British stage veteran Janet McTeer finds her man as a cross-dressing house painter in the period drama “Albert Nobbs.” Becoming Hubert, said McTeer, was more than just a physical transformation that included makeup and prosthetics.

British stage veteran Janet McTeer finds her man as a cross-dressing house painter in the period drama “Albert Nobbs.” McTeer, an Oscar nominee for 1999’s “Tumbleweeds,” undergoes an uncanny physical transformation to play Hubert Page in “Nobbs.”


It took the make-up department two hours each day to transform McTeer from a very feminine woman to a gruff, chain-smoking male impersonator. And, as the award-season accolades come rolling in, McTeer says it was time well spent.


She is a supporting actress nominee for both the Golden Globes and the Screen Actors Guild, and is a virtual lock to add an Academy Award nod Tuesday, when nominations are announced.


“That would be a little sparkly, bubble of loveliness,” McTeer said about the possible Oscar nod.


Opening Friday, “Albert Nobbs” stars Glenn Close as the titular character – a woman who masquerades as a stiff-upper-lipped male butler in 19th-century Ireland.


It was a time when women, particularly unmarried women, had no rights and were either prostitutes or maids.


Nobbs and Hubert become friends once each learns the other’s secret.


McTeer – busy shooting the TV procedural “Damages” with Close – was gracious with her time during a quick phone chat last week. She was in New York, driving to the airport to catch a flight to Los Angeles to attend last Sunday’s Golden Globes.


Onstage, the Tony Award-winning McTeer has taken on iconic roles, including Nora in Ibsen’s “A Doll’s House.”


After her head-turning role in “Tumbleweeds,” McTeer quickly did a handful of films, including “Songcatcher” and “Waking the Dead” in 2001. Then she returned to the stage and small screen in England.


“I really like to mix it up. Honestly, stage is waaaayyy harder than film,” McTeer said in a lovely British lilt. “Film has its own exhaustion levels and you’re away from home and it’s all kinds of things that make it difficult and very tiring, but not as tiring as stage. And when I do stage, I tend to just do some whacking great big project that I really want to do. I do that every couple of years or so.”


Becoming Hubert, said McTeer, was more than just a physical transformation that included makeup and prosthetics. “I had a bit added to my nose. I had things in my mouth to make the bottom of my jaw line a different shape, false teeth, funny little eyebrows and a wig and lots of props on my face to make it look like I’ve got bad skin – and tiny little bits on the end of my ears.”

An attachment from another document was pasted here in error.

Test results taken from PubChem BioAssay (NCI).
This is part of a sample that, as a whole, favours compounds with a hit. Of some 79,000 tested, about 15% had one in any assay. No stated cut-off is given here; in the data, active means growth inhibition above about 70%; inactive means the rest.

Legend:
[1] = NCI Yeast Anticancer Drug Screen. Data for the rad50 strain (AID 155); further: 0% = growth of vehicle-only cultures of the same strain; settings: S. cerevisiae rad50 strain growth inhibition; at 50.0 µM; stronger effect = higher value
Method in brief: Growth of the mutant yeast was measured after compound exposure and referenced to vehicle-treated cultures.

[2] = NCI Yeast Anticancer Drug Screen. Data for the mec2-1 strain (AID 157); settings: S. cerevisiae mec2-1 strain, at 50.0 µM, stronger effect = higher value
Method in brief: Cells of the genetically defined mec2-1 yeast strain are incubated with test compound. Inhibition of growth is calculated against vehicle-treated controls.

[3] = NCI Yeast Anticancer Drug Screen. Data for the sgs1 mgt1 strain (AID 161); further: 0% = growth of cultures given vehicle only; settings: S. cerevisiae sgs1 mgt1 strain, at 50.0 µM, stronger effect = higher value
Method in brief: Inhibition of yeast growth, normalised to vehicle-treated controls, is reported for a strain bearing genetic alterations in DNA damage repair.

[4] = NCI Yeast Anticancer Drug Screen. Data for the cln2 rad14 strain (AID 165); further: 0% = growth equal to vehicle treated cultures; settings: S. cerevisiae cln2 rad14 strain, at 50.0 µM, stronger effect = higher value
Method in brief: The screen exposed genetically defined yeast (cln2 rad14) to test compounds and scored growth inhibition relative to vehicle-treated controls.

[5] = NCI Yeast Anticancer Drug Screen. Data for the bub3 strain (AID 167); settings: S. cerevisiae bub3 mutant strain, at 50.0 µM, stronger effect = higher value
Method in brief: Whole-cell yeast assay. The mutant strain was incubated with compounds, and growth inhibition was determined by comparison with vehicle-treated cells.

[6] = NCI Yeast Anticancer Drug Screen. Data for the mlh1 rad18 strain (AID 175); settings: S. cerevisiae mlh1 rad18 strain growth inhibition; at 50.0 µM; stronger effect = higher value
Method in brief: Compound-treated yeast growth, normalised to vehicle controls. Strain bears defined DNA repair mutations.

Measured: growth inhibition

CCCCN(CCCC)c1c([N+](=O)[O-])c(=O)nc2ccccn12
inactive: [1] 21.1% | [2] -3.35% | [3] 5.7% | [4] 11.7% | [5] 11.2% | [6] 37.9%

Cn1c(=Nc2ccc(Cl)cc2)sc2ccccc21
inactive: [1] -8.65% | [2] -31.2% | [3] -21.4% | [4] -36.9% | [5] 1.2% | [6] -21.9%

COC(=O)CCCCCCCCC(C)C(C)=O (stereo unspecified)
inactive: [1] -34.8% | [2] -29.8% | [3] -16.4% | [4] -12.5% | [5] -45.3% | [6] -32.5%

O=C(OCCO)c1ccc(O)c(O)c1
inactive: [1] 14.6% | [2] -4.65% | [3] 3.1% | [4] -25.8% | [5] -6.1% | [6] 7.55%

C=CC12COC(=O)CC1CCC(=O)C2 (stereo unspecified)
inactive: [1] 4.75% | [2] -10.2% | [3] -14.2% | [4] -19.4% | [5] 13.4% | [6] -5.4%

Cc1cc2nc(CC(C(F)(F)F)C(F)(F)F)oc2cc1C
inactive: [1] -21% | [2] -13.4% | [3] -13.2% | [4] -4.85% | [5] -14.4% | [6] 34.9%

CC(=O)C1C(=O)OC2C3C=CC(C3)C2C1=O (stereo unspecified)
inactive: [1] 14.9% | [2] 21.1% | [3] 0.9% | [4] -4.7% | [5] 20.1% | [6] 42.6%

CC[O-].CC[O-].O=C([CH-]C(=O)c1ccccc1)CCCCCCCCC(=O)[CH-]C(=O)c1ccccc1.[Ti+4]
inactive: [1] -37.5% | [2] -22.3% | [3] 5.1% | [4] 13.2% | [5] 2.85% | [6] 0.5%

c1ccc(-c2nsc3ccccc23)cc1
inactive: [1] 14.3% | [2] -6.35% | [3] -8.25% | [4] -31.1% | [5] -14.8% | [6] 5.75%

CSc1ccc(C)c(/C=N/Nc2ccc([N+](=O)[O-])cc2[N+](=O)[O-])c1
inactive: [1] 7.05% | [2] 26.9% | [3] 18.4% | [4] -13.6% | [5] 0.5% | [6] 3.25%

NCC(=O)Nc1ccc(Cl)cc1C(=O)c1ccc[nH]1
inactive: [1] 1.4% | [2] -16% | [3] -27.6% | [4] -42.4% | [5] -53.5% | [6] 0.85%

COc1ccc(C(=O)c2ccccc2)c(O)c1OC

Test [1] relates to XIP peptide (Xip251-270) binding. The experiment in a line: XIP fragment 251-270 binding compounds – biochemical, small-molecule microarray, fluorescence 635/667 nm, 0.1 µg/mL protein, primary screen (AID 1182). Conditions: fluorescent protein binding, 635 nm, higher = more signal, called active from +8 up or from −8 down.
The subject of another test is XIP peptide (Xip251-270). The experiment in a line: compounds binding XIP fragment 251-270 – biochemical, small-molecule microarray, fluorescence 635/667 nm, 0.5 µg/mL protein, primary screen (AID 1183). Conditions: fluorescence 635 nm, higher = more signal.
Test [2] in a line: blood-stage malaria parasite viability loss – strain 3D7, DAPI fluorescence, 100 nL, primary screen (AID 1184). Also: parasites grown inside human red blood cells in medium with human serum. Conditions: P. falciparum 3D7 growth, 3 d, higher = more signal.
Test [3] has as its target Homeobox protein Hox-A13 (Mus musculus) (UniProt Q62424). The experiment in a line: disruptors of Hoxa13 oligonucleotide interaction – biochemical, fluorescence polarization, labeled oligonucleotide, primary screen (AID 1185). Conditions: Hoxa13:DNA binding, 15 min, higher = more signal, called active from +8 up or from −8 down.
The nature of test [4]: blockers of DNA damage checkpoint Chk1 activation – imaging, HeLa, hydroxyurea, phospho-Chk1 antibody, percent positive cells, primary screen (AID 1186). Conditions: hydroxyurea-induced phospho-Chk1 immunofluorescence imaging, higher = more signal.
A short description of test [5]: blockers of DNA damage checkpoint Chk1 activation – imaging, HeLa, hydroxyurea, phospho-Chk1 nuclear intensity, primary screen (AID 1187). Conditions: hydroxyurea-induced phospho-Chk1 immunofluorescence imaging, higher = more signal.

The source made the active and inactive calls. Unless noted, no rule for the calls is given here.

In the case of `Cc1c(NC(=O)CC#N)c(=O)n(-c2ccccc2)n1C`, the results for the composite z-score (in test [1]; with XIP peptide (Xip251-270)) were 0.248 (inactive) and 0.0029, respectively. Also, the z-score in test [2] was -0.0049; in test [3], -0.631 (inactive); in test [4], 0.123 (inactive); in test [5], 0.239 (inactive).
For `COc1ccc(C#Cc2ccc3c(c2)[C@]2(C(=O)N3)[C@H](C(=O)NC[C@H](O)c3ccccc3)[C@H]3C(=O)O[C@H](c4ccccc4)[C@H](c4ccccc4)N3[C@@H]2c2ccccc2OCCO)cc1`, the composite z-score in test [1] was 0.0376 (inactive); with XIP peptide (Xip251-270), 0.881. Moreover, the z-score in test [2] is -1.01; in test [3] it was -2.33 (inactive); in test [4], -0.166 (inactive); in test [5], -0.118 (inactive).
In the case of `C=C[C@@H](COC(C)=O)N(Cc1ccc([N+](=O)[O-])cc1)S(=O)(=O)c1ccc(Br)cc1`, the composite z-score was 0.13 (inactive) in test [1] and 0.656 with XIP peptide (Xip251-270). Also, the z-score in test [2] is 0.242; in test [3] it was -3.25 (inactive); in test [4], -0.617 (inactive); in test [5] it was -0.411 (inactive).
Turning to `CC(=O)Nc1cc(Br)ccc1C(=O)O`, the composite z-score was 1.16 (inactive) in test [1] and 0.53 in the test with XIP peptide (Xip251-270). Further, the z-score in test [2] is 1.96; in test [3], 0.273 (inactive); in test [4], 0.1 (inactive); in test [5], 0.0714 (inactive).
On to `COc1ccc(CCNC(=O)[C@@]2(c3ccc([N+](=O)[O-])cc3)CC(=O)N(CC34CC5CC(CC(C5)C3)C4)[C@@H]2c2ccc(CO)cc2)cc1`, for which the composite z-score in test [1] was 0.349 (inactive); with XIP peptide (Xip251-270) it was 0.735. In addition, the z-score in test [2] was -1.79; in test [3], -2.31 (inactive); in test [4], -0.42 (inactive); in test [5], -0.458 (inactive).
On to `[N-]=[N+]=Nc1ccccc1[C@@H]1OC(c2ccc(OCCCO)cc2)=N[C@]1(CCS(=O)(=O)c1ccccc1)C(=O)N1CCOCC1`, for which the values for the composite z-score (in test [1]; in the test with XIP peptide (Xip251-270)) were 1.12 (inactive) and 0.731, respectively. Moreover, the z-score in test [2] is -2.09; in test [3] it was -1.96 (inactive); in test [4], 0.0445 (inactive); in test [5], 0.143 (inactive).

The makeup artists and wardrobe folks who dressed her in boots four sizes too big (they were stuffed with socks) made her look like a man, but it was up to McTeer to find Hubert’s masculinity and then sell it.


“From the inside point of view, I wanted Hubert very much to be a very balanced yin and yang – the devil and nice and the feminine qualities of nurturing and compassion and kindness – all those kind of things, as well as all the male things, that kind of confidence in a man’s world, that kind of invulnerability,” McTeer said.


She knew she was onto something the day she fooled her co-star and “old mate,” Brendan Gleeson, who plays the tipsy Dr. Holloran.


“He arrived one day on set for his costume fitting and I was standing at the door and he drove past me and got out of the car. He looked at me and I nodded at him and he nodded back in that kind of look in the way that people go, ‘Oh, I know I should know who you are but for the moment I can’t quite remember.’ And he gave me that look for a few quick seconds and then he laughed. But for a few seconds he didn’t know it was me. That was my favorite moment.”


More than a decade since that first Oscar nomination, McTeer is being reintroduced to an American audience.


“I carried on living my life and had a very nice career and all the usual stuff and now I’ve come back to New York, again. And, now this has happened and that’s a real treat,” McTeer said.


Her next film, the ghostly “The Woman in Black” (playing opposite Daniel Radcliffe), opens Feb. 3.


“Oh, I’m just everywhere,” McTeer said, laughing.


Dana Barbuto is at dbarbuto@ledger.com.